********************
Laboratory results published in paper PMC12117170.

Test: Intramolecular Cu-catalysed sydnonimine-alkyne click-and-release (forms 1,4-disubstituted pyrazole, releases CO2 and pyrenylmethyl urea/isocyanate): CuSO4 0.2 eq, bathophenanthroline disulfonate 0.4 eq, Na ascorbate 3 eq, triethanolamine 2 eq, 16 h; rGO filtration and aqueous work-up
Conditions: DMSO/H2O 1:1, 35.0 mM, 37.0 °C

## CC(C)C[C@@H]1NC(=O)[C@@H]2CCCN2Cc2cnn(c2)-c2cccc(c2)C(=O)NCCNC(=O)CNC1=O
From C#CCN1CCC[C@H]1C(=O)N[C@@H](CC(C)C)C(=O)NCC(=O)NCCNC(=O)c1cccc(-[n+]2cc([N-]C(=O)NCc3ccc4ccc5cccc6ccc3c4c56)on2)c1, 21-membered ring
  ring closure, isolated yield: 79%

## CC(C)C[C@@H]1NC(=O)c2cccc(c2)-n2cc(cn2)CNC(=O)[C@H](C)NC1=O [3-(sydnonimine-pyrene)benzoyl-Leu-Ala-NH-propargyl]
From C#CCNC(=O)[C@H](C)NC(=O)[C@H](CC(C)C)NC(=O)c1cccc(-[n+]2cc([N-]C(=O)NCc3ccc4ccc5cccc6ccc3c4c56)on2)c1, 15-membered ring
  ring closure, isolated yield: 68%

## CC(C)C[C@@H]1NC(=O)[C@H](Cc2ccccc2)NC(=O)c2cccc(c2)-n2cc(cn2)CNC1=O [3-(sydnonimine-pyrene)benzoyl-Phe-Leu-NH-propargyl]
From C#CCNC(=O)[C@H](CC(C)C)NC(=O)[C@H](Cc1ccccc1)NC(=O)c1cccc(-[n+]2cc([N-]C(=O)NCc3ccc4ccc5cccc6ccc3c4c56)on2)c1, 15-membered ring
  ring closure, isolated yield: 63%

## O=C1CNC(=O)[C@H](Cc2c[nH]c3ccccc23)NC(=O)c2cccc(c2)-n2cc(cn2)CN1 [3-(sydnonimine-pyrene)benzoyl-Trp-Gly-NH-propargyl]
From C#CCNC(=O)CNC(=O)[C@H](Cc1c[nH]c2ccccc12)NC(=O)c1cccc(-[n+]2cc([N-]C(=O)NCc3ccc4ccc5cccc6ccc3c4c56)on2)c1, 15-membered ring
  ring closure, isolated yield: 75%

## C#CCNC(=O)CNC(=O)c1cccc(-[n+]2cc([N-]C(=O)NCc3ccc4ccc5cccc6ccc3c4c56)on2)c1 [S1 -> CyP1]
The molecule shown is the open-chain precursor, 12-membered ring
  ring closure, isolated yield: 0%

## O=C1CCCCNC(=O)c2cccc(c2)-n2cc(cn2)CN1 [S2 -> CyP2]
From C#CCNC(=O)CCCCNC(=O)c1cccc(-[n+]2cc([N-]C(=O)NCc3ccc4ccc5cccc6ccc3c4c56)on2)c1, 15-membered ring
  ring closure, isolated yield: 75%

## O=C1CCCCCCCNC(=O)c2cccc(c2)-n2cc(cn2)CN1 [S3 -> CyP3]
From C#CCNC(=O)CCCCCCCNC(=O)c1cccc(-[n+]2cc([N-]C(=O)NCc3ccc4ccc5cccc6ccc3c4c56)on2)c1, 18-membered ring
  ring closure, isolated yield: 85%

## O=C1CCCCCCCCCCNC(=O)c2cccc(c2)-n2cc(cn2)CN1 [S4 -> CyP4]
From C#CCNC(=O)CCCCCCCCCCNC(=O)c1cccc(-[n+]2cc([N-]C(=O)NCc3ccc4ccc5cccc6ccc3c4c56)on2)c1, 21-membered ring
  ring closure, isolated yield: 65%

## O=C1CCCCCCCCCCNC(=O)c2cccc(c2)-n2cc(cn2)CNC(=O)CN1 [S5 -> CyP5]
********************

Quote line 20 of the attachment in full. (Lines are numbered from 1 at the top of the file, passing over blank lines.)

From C#CCNC(=O)CCCCNC(=O)c1cccc(-[n+]2cc([N-]C(=O)NCc3ccc4ccc5cccc6ccc3c4c56)on2)c1, 15-membered ring